For companies listed on regulated markets the Act includes requirements to include in the directors’ year end reports: references to the share structure of the company; voting rights attaching to shares; any restrictions on those rights; restrictions on share transfers and agreements relating to rights connected to shares or any other significant agreements; agreements for compensation to target company board members triggered by a takeover; rules governing the appointment or removal of board members and changes to the articles of association.

There is criminal liability for parties to takeovers (and their directors) if any takeover offer or response document fails to comply with the information requirements contained in Appendix 6 to the Code [s 953].


Included in the Act is the implementation of the EU Transparency Directive [Directive 2004/109/ EU] which all Member States were required to implement in their national laws by 20 January 2007.

Transparency Directive

The Transparency Directive deals with periodic financial reporting, major shareholder disclosures and the provision of information to investors by issuers of securities traded on UK regulated markets. Part 43 of the Act provides for the amendment, by inclusion of the "transparency obligations" in section 89, of the Financial Services and Markets Act 2000 (FSMA). The Financial Services Authority (FSA) is appointed the competent authority under the Act responsible for the major shareholding notification regime and to make and enforce the revised Disclosure and Transparency Rules.

Disclosure And Transparency Rules

The Disclosure Rules of the FSA have been revised to reflect the changes made by the implementation of the Transparency Directive by the Act and renamed the Disclosure and Transparency Rules (DTR). The DTR retain the scope of application to issuers, the reporting thresholds and the deadlines contained in the Act but have the important distinction that the notification obligations are triggered by "control over the exercise of the voting rights" rather than the concept of interests in shares used in the Act. The DTR came into force on 20 January 2007.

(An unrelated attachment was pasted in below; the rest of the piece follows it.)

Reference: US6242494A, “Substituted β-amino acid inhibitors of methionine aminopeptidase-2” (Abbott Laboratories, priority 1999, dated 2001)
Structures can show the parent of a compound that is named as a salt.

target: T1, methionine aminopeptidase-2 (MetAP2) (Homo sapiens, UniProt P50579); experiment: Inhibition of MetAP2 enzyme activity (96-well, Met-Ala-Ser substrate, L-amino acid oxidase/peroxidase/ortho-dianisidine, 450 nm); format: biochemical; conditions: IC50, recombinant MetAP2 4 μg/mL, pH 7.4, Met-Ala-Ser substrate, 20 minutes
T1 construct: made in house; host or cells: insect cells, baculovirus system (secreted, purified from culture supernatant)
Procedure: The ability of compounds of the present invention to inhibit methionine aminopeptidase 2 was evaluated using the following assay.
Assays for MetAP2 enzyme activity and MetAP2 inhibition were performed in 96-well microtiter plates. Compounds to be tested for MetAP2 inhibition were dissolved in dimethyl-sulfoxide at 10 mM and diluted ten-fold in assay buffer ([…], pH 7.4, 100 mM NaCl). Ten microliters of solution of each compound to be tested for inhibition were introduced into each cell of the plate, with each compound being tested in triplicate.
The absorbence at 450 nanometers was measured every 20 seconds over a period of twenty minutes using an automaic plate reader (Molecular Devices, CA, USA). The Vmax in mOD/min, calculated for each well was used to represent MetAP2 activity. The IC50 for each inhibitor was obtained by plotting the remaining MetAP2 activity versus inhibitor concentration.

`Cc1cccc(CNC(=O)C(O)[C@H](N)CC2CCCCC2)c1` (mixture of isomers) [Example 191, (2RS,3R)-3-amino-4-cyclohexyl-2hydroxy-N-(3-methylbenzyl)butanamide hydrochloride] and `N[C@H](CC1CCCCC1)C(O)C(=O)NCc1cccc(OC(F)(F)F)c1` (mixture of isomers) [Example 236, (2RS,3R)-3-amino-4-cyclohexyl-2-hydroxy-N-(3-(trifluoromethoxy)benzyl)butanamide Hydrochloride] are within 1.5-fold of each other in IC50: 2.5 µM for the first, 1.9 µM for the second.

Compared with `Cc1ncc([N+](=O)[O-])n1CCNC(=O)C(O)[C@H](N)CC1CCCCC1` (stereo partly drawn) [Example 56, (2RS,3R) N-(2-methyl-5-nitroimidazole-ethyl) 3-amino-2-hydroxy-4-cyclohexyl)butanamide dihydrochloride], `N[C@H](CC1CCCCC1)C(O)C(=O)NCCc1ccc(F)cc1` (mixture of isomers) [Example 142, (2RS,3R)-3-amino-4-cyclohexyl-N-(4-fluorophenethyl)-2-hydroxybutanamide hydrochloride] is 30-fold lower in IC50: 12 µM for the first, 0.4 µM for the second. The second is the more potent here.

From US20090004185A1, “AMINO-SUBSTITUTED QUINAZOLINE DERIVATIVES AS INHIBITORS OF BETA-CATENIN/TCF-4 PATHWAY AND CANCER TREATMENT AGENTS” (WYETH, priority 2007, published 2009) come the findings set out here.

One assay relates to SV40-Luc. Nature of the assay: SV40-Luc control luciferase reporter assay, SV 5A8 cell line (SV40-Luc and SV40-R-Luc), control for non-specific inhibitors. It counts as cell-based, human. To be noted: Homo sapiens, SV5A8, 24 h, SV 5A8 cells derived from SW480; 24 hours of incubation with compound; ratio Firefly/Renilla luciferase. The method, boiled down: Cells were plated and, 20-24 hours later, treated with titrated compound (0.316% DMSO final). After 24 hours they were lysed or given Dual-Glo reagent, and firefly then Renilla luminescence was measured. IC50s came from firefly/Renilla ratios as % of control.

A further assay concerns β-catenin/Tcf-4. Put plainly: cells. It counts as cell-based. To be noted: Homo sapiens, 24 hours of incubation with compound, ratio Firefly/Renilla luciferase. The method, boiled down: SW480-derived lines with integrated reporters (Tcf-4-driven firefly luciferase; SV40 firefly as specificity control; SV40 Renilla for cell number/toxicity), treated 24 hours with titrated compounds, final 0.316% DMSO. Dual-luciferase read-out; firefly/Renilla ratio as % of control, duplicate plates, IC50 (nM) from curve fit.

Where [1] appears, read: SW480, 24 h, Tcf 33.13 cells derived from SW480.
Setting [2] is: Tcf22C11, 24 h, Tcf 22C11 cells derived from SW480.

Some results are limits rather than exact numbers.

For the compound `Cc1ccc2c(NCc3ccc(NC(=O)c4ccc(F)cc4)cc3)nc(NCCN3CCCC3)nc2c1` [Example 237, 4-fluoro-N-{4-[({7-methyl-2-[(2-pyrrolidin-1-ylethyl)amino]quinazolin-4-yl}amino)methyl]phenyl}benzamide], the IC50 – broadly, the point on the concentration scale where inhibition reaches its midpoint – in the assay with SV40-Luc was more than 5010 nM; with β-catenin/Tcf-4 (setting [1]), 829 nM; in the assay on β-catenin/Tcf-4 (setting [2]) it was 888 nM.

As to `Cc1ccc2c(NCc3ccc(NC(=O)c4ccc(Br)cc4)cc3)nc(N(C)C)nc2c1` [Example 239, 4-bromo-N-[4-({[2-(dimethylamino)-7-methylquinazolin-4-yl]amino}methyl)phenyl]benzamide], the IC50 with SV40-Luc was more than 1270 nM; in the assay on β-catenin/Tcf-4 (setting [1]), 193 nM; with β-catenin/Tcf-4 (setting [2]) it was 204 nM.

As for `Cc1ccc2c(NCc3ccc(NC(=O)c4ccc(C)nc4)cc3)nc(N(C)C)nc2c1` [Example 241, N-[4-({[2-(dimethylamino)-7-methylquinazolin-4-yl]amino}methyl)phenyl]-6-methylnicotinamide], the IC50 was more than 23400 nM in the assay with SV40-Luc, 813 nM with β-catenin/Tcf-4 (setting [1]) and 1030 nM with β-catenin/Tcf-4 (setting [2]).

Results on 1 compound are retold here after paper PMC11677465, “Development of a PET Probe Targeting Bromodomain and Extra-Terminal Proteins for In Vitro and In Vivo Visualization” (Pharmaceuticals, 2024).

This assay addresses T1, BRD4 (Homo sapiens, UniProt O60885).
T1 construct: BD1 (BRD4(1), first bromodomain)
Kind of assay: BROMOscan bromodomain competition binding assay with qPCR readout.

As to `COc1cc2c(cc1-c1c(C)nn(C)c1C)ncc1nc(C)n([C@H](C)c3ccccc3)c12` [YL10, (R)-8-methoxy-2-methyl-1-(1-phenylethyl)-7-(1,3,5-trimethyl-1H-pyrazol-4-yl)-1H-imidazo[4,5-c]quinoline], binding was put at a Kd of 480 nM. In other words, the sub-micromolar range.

Shareholding Information

The major shareholder disclosure regime under the Companies Act 1985 has been repealed and replaced by the requirements set out in DTR 5. The aim is to improve market transparency.

All issuers with shares traded on regulated markets, including issuers and shareholders of UK public companies traded on prescribed markets such as AIM and PLUS, must comply with the notification requirements. Direct or indirect shareholders of UK issuers must inform the issuer and the FSA if:

  • They have a notifiable interest (direct interests in shares with voting rights attached or indirect interests with access to voting rights and financial instruments that give the holder formal rights to acquire shares with voting rights attached) in holdings of 3% or above of the issuer’s total voting rights and capital in issue.
  • Their holdings change to reach, exceed or fall below every 1% above 3% of the issuer’s total voting rights and capital.

The notification of changes in the total number of voting rights and capital in respect of each class of shares must be made by the issuer electronically at the end of each calendar month there is a change [DTR 5.6.1R]. An issuer must notify the FSA by the end of the next trading day of each notification it receives from shareholders [DTR 5.8.12R].

An issuer of shares must make public the percentage of voting rights in respect of its own shares that it acquires or disposes of, where the acquisition or disposal reaches, exceeds or falls below 5% or 10% of the voting rights [DTR 5.5.1R] within four days of the transaction.